Pollock: A lot of people—I can understand why they do it—but they sort of romanticize it, you know. I’m sure that some people think, “He’s just using that ‘I used to be a drunk thing’ as part of his gimmick,” but I try to make people understand that there was nothing romantic or exciting about this. It was freakin’ miserable to live like that.

I met some crazy people, no doubt. Most of them I was afraid of. There was this one bar the last couple of years I was drinking. The name of it was The Big Penny, and I would go in there on Sunday nights, and in Chillicothe on Sunday nights a lot of the bars were closed down and especially at one o’clock in the morning. But the Big Penny was open till 2:30, so I would always go down there at some point on Sunday night. And I remember the last year I was drinking, every time I walked into that place I had this feeling come over me that, man, something bad is going to happen if I keep coming in here. It was the worst of the worst, that bar, and part of it was I think my paranoia by that time had gotten serious.

So we’re on Route 50, heading back to Chillicothe.

Chapter 16: The idea of these road books, which is what your Devil is, in a sense—it’s a road book. These characters all leave and start travelling and start moving. But just like in Knockemstiff, they all come back, and none of them gets away; nobody gets away.

Pollock: Yeah, Arvin ends up back in Knockemstiff.

Chapter 16: Yeah, exactly. The only characters who ever end up leaving Knockemstiff, even in the short stories, die. The only one I can think of who doesn’t die is the sister of Charlotte; she takes off, and nobody ever hears from her again. So if you do make it out, you die. And the only outside forces that come into Knockemstiff are the do-gooders from the government, and they molest the children. So it’s kind of like this closed-off world.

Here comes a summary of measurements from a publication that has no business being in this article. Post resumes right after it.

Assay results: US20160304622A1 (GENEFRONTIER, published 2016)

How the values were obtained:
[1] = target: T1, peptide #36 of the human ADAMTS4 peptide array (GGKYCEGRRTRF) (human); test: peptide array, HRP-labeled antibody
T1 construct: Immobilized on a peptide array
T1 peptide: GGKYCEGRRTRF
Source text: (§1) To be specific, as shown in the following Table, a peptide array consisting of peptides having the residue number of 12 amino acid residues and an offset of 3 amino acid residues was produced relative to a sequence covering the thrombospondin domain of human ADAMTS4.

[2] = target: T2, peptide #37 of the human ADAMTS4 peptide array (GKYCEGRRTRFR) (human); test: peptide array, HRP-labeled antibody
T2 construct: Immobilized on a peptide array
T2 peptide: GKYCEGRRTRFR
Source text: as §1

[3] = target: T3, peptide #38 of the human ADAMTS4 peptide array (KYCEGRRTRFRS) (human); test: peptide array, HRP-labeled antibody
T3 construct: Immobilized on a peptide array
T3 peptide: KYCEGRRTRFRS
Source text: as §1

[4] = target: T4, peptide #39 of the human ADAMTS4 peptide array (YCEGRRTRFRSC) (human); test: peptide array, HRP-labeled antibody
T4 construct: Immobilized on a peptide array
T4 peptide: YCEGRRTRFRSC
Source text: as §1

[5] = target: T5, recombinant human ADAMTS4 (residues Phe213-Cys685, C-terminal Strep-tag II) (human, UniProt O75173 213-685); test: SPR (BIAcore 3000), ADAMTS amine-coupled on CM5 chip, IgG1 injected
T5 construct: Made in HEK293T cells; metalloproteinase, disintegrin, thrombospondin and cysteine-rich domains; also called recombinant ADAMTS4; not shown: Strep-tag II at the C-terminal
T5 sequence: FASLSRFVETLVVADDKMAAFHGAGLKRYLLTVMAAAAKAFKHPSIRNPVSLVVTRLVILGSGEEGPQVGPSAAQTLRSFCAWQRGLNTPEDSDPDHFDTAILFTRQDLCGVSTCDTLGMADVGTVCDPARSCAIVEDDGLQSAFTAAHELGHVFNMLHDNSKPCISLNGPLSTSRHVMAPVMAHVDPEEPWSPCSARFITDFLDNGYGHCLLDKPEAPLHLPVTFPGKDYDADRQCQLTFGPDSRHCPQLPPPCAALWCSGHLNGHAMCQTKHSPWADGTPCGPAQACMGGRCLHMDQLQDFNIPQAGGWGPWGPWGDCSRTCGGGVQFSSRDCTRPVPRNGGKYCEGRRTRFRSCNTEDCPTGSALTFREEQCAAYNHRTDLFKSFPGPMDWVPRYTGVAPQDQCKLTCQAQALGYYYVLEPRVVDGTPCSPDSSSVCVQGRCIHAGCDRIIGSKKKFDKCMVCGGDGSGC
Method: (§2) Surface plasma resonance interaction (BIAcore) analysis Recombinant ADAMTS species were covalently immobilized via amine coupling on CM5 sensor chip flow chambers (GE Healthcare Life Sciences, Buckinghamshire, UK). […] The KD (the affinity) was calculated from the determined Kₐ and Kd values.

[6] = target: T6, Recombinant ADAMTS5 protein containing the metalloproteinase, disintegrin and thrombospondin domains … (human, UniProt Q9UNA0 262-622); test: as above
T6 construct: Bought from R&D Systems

Pollock: Well, when I was writing this book, I guess I wasn’t really thinking of themes. You know, I just had these characters and I wanted to somehow weave several different story lines and I wanted to somehow connect all these towards the end. And I had this vague idea of how I wanted to end the book. So for me it was like a nuts-and-bolts type thing. I mean OK, so Roy’s going to meet Carl and Sandy, so what’s going to happen to Roy? You know, his daughter is dead, and he killed his wife. It’s only logical that Roy dies, too. He doesn’t make it back to Coal Creek.

Chapter 16: Of course not.

Pollock: So a lot of that was just plot devices. Other people, readers, can see things in a book that the writer can’t.

Chapter 16: I don’t think you were thinking, “OK, they’ve left Knockemstiff; now I have to kill them.” But I do think it’s sort of interesting that in all the stories you’ve written, without thinking about it, that is what happens.

Pollock: Right, and that could just be, unconsciously, when I was growing up and when I was a young man, I always wanted to be somewhere else. You know, after I cleaned my act up, I started accepting myself for who I was and I became satisfied. This is who I am. And I’m pretty much satisfied with just staying here. But you know, I have thought about maybe trying to move away. Especially since my wife’s retired. But I doubt if I do.